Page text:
In the early hours of September 16, 2012, a group of women from different villages in Afghanistan’s eastern Laghman province set out to collect firewood. As they stopped to drink water by a small spring, U.S. military planes appeared in the sky and started dropping bombs. Seven of the women were killed and another seven injured — four of them seriously.
The morning after, a NATO spokesperson told the media: "a large number of insurgents had been killed" in the airstrikes. The local villagers reacted furiously, taking the women’s bodies to the local district governor’s office and staging a protest against the killings. Realizing their mistake, NATO was quick to offer a public apology. In a press release the day after, the organization promised a thorough investigation into the killing of the women: "Coalition forces take civilian casualties seriously." But the families saw no sign of an investigation after that.
Nobody outside of NATO knows if the promised investigation has been carried out or what it concluded. But it is clear that if there ever was an investigation, it did not involve any of the Afghan witnesses.
This spring, when Amnesty International researchers visited Afghanistan and talked to around 15 of the victims’ family members and witnesses, they learned that not a single person had been approached by U.S. military investigators for their side of events. According to one villager who lost three members of his family: "The American commander apologized for killing women and asked whether we wanted compensation, but we said, ‘No, we will not sell the blood of our martyrs.’"
This is far from an isolated case. Amnesty International released a new report on Monday that documents the almost complete lack of justice surrounding the killing of civilians by US/NATO forces in Afghanistan.
We examined in detail 10 cases between 2009 and 2013 where mainly U.S. forces were responsible for civilian deaths, mostly through air strikes or night raids. At least 140 civilians were killed in these incidents, including pregnant women and at least 50 children. We interviewed some 125 witnesses, victims and family members, including many who had never given testimony to anyone before. Some of the cases involve abundant and compelling evidence of war crimes — yet no one has ever been held responsible for them.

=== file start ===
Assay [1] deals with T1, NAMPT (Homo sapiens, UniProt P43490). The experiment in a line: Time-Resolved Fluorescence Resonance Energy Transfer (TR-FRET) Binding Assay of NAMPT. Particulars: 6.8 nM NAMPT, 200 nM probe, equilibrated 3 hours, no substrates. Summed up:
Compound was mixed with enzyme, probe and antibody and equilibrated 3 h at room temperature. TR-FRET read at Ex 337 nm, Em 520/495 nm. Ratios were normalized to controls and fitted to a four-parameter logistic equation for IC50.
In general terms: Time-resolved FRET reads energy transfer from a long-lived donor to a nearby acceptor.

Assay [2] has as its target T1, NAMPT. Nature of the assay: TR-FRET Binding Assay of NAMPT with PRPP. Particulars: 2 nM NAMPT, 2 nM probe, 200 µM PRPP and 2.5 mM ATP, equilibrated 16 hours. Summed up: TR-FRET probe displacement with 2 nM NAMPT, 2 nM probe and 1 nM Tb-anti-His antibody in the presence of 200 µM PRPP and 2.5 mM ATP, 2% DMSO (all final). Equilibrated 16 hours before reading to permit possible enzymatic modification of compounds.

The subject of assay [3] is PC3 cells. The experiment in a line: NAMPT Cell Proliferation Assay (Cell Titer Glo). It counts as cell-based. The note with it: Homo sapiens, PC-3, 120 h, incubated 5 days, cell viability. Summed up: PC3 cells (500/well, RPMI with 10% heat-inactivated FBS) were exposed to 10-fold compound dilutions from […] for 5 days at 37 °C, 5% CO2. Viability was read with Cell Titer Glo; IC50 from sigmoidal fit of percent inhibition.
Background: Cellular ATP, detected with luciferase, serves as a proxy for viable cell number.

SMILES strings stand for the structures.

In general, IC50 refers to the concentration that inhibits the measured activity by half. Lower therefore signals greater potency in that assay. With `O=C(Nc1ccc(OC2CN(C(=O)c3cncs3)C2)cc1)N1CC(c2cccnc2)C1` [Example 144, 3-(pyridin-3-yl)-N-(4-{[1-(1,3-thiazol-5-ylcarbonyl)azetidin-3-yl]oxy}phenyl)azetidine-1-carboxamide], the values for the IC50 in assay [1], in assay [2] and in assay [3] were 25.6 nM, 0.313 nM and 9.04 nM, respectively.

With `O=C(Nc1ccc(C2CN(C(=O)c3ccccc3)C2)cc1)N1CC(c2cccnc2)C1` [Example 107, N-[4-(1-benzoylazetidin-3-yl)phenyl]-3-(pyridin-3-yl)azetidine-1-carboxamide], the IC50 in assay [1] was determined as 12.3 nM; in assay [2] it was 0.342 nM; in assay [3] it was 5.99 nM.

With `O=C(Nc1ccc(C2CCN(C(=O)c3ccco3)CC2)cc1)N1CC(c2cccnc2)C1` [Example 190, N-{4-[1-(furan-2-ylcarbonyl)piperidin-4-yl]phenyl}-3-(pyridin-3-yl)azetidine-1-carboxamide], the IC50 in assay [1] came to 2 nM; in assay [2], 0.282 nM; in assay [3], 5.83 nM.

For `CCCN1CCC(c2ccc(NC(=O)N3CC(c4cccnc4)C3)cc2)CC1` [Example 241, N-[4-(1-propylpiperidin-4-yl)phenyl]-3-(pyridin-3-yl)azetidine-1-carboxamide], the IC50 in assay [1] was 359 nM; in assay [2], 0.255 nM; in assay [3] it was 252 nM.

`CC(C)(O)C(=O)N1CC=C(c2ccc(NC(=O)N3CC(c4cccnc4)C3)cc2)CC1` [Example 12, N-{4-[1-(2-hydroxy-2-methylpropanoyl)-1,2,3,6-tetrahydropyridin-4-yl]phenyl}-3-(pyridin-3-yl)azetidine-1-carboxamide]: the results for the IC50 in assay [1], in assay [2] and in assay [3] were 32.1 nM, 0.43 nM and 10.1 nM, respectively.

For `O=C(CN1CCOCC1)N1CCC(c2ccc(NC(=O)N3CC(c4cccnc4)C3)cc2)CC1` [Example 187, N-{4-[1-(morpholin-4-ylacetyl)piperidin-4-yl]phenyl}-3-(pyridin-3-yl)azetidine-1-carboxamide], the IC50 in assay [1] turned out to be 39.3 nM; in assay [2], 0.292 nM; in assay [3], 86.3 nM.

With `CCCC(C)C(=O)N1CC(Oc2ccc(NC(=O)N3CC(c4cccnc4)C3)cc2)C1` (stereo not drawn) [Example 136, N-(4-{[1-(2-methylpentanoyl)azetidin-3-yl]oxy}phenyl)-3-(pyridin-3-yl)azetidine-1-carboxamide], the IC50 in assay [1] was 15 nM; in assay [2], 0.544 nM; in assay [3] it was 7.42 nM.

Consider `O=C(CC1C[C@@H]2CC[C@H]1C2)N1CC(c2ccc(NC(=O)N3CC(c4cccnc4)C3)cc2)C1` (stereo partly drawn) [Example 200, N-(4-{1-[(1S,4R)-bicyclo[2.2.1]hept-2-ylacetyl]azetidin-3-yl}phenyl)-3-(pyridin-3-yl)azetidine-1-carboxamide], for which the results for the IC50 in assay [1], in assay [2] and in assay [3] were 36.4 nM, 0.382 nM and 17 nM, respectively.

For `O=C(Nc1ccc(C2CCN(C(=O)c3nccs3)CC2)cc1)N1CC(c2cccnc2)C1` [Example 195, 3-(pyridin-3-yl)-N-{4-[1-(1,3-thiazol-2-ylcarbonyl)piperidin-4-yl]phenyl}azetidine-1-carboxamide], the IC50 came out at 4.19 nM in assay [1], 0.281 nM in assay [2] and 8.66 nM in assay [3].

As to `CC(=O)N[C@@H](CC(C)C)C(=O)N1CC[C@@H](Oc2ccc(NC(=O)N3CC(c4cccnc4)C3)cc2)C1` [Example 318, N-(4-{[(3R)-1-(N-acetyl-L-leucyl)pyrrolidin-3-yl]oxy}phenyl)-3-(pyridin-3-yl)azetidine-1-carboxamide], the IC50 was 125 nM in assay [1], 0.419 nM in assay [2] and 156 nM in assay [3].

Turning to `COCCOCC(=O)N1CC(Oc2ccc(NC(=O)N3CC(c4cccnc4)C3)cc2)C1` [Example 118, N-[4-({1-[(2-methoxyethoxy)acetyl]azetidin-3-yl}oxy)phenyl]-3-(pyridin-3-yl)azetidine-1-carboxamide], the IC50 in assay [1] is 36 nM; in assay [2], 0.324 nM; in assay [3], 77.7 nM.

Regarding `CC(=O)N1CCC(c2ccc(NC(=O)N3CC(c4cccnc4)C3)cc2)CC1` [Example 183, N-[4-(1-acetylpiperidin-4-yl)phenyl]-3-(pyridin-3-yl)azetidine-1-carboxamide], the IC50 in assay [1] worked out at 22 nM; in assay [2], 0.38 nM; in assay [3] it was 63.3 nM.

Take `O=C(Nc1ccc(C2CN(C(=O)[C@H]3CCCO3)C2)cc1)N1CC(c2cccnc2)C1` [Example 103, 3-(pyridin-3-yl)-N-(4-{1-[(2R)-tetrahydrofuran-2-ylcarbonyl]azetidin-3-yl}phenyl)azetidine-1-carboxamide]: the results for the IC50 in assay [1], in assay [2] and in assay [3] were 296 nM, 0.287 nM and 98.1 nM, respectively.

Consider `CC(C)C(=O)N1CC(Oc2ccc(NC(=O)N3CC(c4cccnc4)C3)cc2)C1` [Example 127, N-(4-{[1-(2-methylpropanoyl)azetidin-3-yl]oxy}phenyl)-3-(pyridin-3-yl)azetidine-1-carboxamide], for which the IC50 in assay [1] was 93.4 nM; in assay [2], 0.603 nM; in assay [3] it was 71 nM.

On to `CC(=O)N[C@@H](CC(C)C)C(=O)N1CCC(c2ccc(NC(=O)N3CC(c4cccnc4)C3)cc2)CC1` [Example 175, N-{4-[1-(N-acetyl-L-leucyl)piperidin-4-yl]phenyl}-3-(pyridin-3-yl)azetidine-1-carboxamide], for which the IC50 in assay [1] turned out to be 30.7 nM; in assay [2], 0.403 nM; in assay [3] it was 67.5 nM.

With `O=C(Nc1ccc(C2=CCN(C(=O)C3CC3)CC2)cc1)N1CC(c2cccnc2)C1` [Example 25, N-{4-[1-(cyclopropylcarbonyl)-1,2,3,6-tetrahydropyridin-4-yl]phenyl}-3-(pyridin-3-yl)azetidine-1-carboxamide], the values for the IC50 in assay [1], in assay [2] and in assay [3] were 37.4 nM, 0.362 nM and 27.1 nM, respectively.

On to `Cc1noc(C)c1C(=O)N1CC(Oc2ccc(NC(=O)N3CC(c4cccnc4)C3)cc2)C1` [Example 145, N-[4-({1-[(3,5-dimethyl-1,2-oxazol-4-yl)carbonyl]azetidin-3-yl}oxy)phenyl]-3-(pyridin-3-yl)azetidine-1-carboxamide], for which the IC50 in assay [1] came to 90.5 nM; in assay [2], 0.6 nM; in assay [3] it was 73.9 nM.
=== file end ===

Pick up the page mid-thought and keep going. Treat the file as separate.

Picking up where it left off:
The killing of civilians has been one of the main sticking points in the relationship between Afghanistan and the West, and has bred enormous resentment from both the Afghan government and the general public.
It is true that international forces in Afghanistan have taken successful steps to reduce civilian casualties in recent years. In 2013, according to the U.N., international forces were responsible for five per cent of all civilian deaths — while the Taliban and other armed groups for the overwhelming majority.
But those steps should have been matched by an effort to improve accountability for the killings that do still occur. In the period that our report focuses on, Amnesty International is only aware of six cases where U.S. soldiers have been prosecuted for civilian deaths in Afghanistan.
Actual criminal investigations are quite rare. The air strike in Laghman fits a familiar pattern — once shamed into acknowledging civilian casualties, the U.S. military or NATO would often announce that an investigation would be carried out, but would never release its results. Family members and the general public are left in the dark. Of the 125 witnesses we talked to, only two people had ever been interviewed by U.S. military investigators.
At the heart of this problem is the deeply flawed U.S. military justice system. Essentially a form of self-policing, the U.S. military justice system largely relies on soldiers or commanders to report possible human rights violations themselves to trigger an investigation – but there are few incentives for them to do so, and they may risk ending up facing trial themselves for reporting abuses they had a role in. Since U.S. troops are immune from prosecution in the Afghan court system, Afghans themselves have no way of lodging a criminal complaint. On those rare occasions when cases do make it to the prosecution stage, there are still serious concerns about the independence and transparency of the military courts – and the Afghan victims are rarely called upon to testify.
Our message to the U.S. government is clear — all cases involving civilian casualties at the hands of U.S. forces should be investigated, and, where appropriate, those found responsible should be brought to justice. Ensuring prompt and impartial investigations will require a fundamental reform of the U.S. military justice system.
The current lack of justice is leaving a dangerous legacy of resentment and impunity behind in Afghanistan. Most of the victims and family members we spoke to said they were desperate for justice more than anything else — the United States must not keep ignoring their pleas to see justice delivered.
Richard Bennett is the Director of Amnesty International’s Asia Pacific Program. Between 2004 and 2007 he served as head of the human rights unit of the United Nations Assistance Mission in Afghanistan.